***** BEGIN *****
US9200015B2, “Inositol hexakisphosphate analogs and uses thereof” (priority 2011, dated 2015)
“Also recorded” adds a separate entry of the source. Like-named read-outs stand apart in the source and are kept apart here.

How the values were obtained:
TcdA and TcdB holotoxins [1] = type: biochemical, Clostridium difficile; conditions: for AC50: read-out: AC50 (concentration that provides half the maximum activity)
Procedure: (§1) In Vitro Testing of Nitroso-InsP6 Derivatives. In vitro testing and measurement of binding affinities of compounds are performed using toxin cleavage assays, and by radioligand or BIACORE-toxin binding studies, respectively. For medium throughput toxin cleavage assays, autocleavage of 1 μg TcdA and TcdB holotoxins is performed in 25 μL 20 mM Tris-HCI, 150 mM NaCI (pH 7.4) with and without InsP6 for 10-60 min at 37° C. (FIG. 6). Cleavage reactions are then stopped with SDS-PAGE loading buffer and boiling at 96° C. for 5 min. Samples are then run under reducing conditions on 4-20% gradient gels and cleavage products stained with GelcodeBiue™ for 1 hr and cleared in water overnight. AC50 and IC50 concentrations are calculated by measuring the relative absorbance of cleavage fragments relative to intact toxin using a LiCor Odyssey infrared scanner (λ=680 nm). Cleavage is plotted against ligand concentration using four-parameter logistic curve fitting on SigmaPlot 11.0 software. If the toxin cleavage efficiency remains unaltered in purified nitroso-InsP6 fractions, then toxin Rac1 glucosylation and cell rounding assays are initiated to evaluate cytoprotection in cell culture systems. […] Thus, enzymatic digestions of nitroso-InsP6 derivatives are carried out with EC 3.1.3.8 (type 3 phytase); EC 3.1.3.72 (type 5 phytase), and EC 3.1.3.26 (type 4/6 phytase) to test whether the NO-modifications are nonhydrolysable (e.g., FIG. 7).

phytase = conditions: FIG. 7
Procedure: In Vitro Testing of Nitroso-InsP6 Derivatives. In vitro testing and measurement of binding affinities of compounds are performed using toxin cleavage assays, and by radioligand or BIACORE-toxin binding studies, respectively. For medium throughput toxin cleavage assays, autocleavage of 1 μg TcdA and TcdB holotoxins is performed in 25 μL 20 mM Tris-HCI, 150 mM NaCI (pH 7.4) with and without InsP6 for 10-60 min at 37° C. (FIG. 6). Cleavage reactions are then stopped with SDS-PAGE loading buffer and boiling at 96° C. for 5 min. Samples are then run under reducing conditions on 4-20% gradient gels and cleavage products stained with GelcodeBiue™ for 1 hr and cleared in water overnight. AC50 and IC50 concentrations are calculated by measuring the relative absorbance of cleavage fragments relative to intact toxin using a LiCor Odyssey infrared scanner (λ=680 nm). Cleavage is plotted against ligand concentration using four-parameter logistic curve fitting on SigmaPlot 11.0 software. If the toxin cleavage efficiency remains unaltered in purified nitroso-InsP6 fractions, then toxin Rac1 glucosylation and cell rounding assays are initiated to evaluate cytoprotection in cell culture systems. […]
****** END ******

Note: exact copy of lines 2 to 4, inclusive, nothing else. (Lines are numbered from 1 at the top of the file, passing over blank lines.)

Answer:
“Also recorded” adds a separate entry of the source. Like-named read-outs stand apart in the source and are kept apart here.

How the values were obtained:
TcdA and TcdB holotoxins [1] = type: biochemical, Clostridium difficile; conditions: for AC50: read-out: AC50 (concentration that provides half the maximum activity)